jump over navigation bar
Department of State SealU.S. Department of State
International Information Programs and USINFO.STATE.GOV url
Advanced Search/Archive
TopicsRegionsResource ToolsProducts   Español | Français | Pycckuú |  Arabic |  Chinese |  Persian
Africa
  

Nigerian Scholar Links Drought, Climate Change to Conflict in Africa

Professor Anthony Nyong cites competition for resources as factor in Darfur crisis

Dr. Anthony Nyong
Professor Anthony Nyong of the University of Jos in Nigeria spoke at the Woodrow Wilson International Center for Scholars in Washington, October 18. (photo courtesy Woodrow Wilson International Center for Scholars)

By Tanya Salseth Feau
Washington File Staff Writer

Washington – Conflict and drought caused in part by climate change are factors that must be taken together to explain worsening conditions in sub-Saharan Africa, says Anthony Nyong of the University of Jos in Nigeria, who spoke at the Woodrow Wilson Center in Washington October 18.

Three years ago, the geography professor joined 400 other scientists from the developing world on a project examining how poor households in the African Sahel -- a wide swath of the continent stretching from the Atlantic Ocean to the Horn of Africa -- deal with the region’s cycles of drought.  What he found surprised him.

Traditionally, desertification in the Sahel has been blamed on overgrazing practices of the local population.  “This is not the case,” Nyong said, adding that “the real problem is climate change.”  Rainfall in the Sahel has been declining steadily since the 1960s.

Nyong added that conflict often is related to climate change throughout the Sahel.

Discussing the ongoing conflict in Sudan, he said, “What is happening in Darfur is related to resources.  When resources are destroyed … there is a greater level of competition.  You cannot separate conflicts from people’s vulnerabilities to climate change.”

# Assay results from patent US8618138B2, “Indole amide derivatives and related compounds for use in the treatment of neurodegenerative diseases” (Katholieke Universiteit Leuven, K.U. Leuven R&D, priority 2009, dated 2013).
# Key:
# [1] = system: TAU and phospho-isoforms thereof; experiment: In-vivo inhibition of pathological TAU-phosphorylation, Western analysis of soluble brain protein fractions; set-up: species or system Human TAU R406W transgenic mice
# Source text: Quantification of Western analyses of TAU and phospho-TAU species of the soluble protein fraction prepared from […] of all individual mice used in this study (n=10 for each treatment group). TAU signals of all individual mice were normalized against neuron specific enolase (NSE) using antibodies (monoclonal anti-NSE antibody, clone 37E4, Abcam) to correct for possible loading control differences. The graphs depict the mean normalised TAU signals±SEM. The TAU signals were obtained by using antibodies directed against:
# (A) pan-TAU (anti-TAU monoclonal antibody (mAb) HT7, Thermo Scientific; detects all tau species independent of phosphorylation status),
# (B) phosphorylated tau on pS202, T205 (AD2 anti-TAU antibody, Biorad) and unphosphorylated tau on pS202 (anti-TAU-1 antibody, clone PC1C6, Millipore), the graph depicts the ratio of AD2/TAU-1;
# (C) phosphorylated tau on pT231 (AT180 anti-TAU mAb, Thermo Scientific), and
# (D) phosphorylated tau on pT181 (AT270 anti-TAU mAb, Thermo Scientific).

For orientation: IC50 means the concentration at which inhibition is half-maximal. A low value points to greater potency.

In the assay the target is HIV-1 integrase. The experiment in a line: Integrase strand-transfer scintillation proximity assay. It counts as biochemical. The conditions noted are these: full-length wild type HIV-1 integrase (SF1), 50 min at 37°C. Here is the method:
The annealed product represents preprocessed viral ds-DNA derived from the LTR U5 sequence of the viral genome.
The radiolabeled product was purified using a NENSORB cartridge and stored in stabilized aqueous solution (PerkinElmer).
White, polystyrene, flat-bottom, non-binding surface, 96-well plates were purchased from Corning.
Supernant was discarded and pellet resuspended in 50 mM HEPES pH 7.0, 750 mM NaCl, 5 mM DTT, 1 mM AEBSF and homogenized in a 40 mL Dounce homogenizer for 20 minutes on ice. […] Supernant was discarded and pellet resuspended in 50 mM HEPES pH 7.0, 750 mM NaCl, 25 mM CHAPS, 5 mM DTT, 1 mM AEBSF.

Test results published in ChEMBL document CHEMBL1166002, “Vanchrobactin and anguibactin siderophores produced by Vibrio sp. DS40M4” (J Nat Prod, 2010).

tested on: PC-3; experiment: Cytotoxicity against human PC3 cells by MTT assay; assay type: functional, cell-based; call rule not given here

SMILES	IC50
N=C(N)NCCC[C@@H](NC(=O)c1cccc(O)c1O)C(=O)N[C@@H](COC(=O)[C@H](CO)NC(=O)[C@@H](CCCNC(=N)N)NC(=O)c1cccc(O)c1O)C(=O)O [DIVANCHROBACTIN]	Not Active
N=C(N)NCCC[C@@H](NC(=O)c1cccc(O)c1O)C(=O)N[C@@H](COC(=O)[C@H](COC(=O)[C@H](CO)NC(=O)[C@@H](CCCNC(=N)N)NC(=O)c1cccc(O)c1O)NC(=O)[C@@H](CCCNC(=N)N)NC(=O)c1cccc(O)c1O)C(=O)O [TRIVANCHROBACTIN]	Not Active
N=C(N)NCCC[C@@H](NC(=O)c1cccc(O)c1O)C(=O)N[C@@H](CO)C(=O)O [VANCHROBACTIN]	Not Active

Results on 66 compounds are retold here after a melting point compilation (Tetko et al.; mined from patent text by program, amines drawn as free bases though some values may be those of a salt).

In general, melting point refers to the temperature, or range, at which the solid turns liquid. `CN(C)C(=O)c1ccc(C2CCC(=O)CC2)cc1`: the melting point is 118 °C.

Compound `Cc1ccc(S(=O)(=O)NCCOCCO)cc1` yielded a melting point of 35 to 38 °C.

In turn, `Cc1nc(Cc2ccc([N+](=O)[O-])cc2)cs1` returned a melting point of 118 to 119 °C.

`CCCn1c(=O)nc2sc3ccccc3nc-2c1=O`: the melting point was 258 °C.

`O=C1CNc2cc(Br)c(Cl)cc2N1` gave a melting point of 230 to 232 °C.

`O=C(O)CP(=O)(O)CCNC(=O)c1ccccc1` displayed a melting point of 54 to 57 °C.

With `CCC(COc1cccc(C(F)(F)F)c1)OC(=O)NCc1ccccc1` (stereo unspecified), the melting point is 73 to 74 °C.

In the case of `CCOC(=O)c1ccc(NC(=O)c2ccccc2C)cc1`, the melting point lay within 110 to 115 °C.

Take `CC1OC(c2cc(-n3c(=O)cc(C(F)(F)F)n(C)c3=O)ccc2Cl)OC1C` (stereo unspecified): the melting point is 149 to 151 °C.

In the Sahel, conflicts over resources often come to a head between pastoralists, who need fields where their animals can graze, and sedentary farmers, who depend on these same fields for agriculture. Complicating this relationship are differences in culture and language – in Nigeria alone, there are more than 400 different languages, said Nyong.

At a time when the majority of conflicts in Africa are portrayed in terms of warring factions or ethnic clashes, the geography professor suggested that conflict management should concentrate on the object of the conflict and not on the participants: “The people that are involved in these conflicts are not madmen or women.  They are human beings seeking survival.  That’s all they want.”

For Nyong, ethnic diversity has the potential for conflict, but also can be an asset, because ethnic groups are often the best protectors of specific resources that are important to them.  The key, Nyong said, is to reduce pressure on these highly valued resources through livelihood diversification and policies that integrate human security.

He dismissed potential technological solutions to the drought problem and criticized the introduction of Western systems of development, which he says have eroded the power of local communities.  “Development does not exist in a vacuum.  Just transposing what has worked [in the West] into another society does not necessarily mean it will work.”

Nyong, who is a consultant to the Nigerian Federal Ministry of Environment, said that local knowledge is key. More responsibility should be given to village chiefs and village councils. Laws that encourage an interface between local committees and elected authorities also would help rebuild the strength of traditional institutions, he said.

“Drought does not respect country, values, or political boundaries,” Nyong explained.  “Nigeria has half the population of West Africa -- if you solve Nigeria’s problems, you’ve solved half of West Africa’s problems,” he said.

But the road to resolving those problems remains long, the academic said.  He is concerned that without an effective and sustainable system of managing conflict, Sahel countries will not be able to meet the U.N. Millennium Development Goals agreed upon by all 191 U.N. member countries in September of 2000, especially the goal of reducing poverty by half by the year 2015.

For additional information on the Millennium Development Goals, see the August 2005 electronic journal.

For information on U.S. policy in the region, see Africa.


Created: 24 Oct 2005 Updated: 25 Oct 2005

Page Tools:  Printer friendly version Printer friendly version    email this page E-mail this article

Back to Top


      USINFO delivers information about current U.S. foreign policy and about American life and culture. This site
      is produced and maintained by the U.S. Department of State's Bureau of International Information Programs.
      Links to other internet sites should not be construed as an endorsement of the views contained therein.